The Turkish lira fell to new record lows against the dollar on Friday, as President Tayyip Erdogan renewed criticisms of the country’s central bank.

“They say central banks are independent so we shouldn’t interfere. This is the end result because we haven’t interfered,” Bloomberg reported Erdogan as saying. “Results speak for themselves.”

To the consternation of Turkey’s central bankers, the president has earned a reputation as the world’s most outspoken proponent of a theory that high interest rates cause high inflation.

Vowing to fight what he referred to as an “interest rate lobby” conspiring to keep rates artificially high, Erdogan said “we will solve this, things can’t go on like this.”

“We can’t make this a taboo,” he protested, referring to norms of central bank independence preventing him from commenting on monetary policy.

Following the lira down, the Borsa Istanbul Banks Index fell as much as 2.4%, according to Bloomberg.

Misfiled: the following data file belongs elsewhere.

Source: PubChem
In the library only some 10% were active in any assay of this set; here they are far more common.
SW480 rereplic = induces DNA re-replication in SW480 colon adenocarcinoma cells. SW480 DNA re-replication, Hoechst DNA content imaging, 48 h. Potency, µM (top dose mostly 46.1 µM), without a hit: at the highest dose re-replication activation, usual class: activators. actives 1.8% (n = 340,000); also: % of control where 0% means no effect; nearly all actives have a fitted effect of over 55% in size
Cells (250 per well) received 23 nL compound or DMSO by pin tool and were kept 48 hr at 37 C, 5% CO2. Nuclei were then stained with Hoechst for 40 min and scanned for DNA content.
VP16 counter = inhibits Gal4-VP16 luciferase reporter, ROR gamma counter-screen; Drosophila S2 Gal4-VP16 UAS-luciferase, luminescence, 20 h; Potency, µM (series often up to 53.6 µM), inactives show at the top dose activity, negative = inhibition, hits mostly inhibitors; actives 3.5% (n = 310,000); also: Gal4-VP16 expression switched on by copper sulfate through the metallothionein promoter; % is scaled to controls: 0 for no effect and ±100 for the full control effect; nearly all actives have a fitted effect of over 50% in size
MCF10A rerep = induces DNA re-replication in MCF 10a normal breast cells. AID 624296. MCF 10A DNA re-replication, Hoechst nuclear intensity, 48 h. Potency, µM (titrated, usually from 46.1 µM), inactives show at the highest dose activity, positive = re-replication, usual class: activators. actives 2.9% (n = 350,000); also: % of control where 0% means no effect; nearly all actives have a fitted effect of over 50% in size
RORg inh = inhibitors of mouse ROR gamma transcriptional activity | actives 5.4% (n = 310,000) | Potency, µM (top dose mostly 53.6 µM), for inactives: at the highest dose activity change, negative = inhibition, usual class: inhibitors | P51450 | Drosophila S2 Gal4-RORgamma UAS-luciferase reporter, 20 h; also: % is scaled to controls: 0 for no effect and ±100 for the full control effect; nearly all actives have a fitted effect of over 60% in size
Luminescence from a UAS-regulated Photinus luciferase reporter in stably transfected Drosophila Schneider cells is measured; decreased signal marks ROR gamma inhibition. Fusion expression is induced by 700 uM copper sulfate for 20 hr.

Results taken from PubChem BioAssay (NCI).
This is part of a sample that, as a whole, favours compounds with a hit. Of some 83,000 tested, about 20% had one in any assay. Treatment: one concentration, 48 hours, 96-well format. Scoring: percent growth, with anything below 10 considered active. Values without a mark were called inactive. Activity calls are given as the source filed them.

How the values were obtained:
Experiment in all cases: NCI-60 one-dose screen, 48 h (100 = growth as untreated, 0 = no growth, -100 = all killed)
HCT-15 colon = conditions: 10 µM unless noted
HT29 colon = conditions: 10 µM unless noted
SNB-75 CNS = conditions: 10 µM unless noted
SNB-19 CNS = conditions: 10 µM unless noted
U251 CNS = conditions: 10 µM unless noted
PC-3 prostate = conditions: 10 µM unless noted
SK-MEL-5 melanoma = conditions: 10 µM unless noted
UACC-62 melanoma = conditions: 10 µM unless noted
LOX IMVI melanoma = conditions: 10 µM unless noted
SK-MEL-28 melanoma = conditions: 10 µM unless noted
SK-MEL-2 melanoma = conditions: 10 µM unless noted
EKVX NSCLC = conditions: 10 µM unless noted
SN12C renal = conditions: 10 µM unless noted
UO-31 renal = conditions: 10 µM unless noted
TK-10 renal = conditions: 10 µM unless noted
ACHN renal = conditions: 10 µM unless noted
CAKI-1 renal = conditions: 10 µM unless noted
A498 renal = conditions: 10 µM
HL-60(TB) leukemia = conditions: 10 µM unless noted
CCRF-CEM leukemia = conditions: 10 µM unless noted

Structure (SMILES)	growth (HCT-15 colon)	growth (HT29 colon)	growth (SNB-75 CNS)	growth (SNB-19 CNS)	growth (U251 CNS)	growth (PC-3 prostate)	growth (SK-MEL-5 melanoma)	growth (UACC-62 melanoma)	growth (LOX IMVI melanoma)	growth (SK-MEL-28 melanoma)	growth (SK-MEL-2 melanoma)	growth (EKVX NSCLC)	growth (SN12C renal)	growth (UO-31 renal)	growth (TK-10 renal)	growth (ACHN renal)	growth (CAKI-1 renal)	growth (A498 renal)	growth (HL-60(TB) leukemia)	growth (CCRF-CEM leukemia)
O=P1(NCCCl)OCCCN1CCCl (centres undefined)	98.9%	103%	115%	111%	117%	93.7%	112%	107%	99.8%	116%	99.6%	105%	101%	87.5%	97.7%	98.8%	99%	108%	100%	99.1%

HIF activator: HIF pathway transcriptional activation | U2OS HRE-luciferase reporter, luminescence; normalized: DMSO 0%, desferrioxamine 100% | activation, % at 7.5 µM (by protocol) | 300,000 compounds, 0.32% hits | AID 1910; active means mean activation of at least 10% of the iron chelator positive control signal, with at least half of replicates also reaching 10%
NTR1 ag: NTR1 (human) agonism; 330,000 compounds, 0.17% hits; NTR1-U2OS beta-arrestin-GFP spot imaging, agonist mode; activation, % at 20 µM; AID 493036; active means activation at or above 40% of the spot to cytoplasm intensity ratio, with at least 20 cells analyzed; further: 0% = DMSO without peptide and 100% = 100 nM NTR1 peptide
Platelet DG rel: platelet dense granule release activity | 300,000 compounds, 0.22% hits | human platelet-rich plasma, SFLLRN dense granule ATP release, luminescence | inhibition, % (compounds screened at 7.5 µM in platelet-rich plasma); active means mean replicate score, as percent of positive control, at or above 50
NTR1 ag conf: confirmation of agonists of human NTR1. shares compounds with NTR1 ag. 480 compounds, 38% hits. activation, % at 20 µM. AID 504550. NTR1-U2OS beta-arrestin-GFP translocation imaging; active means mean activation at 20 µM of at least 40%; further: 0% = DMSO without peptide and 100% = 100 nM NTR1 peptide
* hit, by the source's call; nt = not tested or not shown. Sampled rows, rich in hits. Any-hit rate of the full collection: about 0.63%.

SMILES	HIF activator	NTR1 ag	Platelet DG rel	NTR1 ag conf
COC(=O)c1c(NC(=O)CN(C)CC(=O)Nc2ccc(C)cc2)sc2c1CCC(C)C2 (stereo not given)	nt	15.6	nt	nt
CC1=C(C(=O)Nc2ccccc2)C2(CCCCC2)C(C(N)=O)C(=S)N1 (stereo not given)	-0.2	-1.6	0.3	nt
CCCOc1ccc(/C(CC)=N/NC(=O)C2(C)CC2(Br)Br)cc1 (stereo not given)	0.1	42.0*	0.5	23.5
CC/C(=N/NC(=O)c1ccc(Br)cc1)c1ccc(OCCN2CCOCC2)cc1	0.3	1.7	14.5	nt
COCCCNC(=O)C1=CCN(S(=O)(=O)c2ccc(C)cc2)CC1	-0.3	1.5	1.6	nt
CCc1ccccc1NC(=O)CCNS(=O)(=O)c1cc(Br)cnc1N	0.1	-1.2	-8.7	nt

As was reported in Asia Times earlier this month, Turkey’s rising payments deficit has helped push down the lira, raising import prices and inflation. The currency devaluation in turn scares away the hot money investors that Turkey depends on, threatening to push the country into a spiral of devaluation and inflation.

Erdogan’s push to cut interest rates will only exacerbate the problems according to most economists, Bloomberg reported senior analyst at Medley Global Advisors in London Nigel Rendell as saying.

“The financial markets view rates as being too low,” Rendell said. “Turkey has a loose monetary policy and the current settings are not a recipe for the central bank — whose credibility is draining away — to conquer inflation. This is all going to end in tears.”

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